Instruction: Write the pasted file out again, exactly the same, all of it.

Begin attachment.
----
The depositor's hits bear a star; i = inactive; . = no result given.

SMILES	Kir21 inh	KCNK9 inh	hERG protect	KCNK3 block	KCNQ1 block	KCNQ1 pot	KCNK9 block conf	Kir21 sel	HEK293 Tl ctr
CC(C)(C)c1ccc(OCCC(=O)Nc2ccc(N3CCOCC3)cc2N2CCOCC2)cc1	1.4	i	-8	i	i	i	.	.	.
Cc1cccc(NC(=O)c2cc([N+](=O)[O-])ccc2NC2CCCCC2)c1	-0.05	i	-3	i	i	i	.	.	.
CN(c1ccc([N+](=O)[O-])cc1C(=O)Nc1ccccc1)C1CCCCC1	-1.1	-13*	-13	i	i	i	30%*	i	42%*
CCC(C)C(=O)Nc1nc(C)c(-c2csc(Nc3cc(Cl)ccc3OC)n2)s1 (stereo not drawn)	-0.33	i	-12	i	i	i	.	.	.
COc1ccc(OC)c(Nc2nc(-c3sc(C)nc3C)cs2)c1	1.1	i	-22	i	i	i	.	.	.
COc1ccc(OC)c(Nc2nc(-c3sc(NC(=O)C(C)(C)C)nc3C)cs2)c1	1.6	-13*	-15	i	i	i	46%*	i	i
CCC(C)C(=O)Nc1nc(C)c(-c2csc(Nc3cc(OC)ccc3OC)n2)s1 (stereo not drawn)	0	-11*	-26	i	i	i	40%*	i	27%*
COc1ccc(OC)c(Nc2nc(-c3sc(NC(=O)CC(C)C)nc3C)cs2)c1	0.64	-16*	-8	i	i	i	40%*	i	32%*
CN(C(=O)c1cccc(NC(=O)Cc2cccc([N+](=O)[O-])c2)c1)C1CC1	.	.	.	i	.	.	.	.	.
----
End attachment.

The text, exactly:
The depositor's hits bear a star; i = inactive; . = no result given.

SMILES	Kir21 inh	KCNK9 inh	hERG protect	KCNK3 block	KCNQ1 block	KCNQ1 pot	KCNK9 block conf	Kir21 sel	HEK293 Tl ctr
CC(C)(C)c1ccc(OCCC(=O)Nc2ccc(N3CCOCC3)cc2N2CCOCC2)cc1	1.4	i	-8	i	i	i	.	.	.
Cc1cccc(NC(=O)c2cc([N+](=O)[O-])ccc2NC2CCCCC2)c1	-0.05	i	-3	i	i	i	.	.	.
CN(c1ccc([N+](=O)[O-])cc1C(=O)Nc1ccccc1)C1CCCCC1	-1.1	-13*	-13	i	i	i	30%*	i	42%*
CCC(C)C(=O)Nc1nc(C)c(-c2csc(Nc3cc(Cl)ccc3OC)n2)s1 (stereo not drawn)	-0.33	i	-12	i	i	i	.	.	.
COc1ccc(OC)c(Nc2nc(-c3sc(C)nc3C)cs2)c1	1.1	i	-22	i	i	i	.	.	.
COc1ccc(OC)c(Nc2nc(-c3sc(NC(=O)C(C)(C)C)nc3C)cs2)c1	1.6	-13*	-15	i	i	i	46%*	i	i
CCC(C)C(=O)Nc1nc(C)c(-c2csc(Nc3cc(OC)ccc3OC)n2)s1 (stereo not drawn)	0	-11*	-26	i	i	i	40%*	i	27%*
COc1ccc(OC)c(Nc2nc(-c3sc(NC(=O)CC(C)C)nc3C)cs2)c1	0.64	-16*	-8	i	i	i	40%*	i	32%*
CN(C(=O)c1cccc(NC(=O)Cc2cccc([N+](=O)[O-])c2)c1)C1CC1	.	.	.	i	.	.	.	.	.